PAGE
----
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Wednesday, 19 February 2014

Streaming Wars: Netflix Traffic Gets Throttled By Broadband Companies, Leading To "Unwatchable" Results - 

For years, the Netflix streaming business has been growing like a parasite, happy to piggyback on established broadband infrastructures, where the broadband companies themselves have becomes competitors to Netflix for both distribution and content. Until now. Emboldened by the recent Net Neutrality ruling, which has put bandwidth hogs like Netflix which at last check was responsible for over 30% of all downstream US internet traffic...

... broadband providers are finally making their move, and in a preliminary salvo whose ultimate compromise will be NFLX paying lots of money, have started to throttle Netflix traffic. The WSJ reports that the war between the broadband-ers and the video streaming company has finally emerged from the "cold" phase and is fully hot.

Netflix Inc. subscribers have seen a lot more spinning wheels lately as they wait for videos to load, thanks to a standoff deep in the Internet.

The online-video service has been at odds with Verizon Communications Inc. VZ and other broadband providers for months over how much Netflix streaming content they will carry without being paid additional fees.

Now the long simmering conflict has heated up and is slowing Netflix, in particular, on Verizon's fiber-optic FiOS service, where Netflix says its average prime-time speeds dropped by 14% last month. The slowdown comes as Netflix is rolling out the new season of its Emmy-winning series "House of Cards."
Not surprisingly, Netflix wants broadband companies to hook up to its new video-distribution network without paying them fees for carrying its traffic. But the biggest U.S. providers—Verizon, Comcast, Time Warner Cable and AT&T Inc. —have resisted, insisting on compensation.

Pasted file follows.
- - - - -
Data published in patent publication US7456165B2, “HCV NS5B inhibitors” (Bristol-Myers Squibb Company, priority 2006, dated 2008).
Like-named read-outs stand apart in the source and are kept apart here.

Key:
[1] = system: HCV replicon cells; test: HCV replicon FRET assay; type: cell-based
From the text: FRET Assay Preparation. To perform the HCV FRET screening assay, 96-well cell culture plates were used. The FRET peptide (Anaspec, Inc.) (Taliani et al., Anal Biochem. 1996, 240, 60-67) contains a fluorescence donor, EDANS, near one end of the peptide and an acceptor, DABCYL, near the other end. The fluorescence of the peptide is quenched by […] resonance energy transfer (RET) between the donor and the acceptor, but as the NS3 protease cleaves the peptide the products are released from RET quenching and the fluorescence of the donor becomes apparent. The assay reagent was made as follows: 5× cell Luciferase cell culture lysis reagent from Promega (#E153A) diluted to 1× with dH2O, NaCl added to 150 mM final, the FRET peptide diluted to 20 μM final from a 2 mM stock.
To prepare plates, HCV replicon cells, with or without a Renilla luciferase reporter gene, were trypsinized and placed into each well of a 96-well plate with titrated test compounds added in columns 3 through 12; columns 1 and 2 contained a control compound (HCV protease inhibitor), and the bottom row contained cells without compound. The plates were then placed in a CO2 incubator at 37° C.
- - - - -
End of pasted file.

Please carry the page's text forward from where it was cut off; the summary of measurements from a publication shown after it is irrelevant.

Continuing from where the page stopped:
And while there is no legal basis with which Netflix can be pushed to pay for traffic, backbone companies are quietly putting the squeeze on the House of Cards maker where it hurts most: watching enjoyment.

Until the standoff gets resolved, the bulk of Netflix's traffic continues to flow across Internet intermediaries, including low-cost carrier Cogent Communications Group Inc. People familiar with Cogent's and Netflix's thinking say the cable and telephone companies are delaying upgrading existing connections. Executives at major broadband providers, meanwhile, privately blame the traffic jam on Netflix's refusal to distribute its traffic more efficiently.

Netflix said it carefully plans its routing to make sure customers have the best experience possible. Verizon said it treats all Internet traffic equally. Neither side is budging, people familiar with the matter said, leading to growing congestion.
The result is that the speed of NFLX traffic is crashing, something which will make watching its High Definition content increasingly more unpleasant as buffering times mean more time sitting watching spinning circle, and less time watching content.


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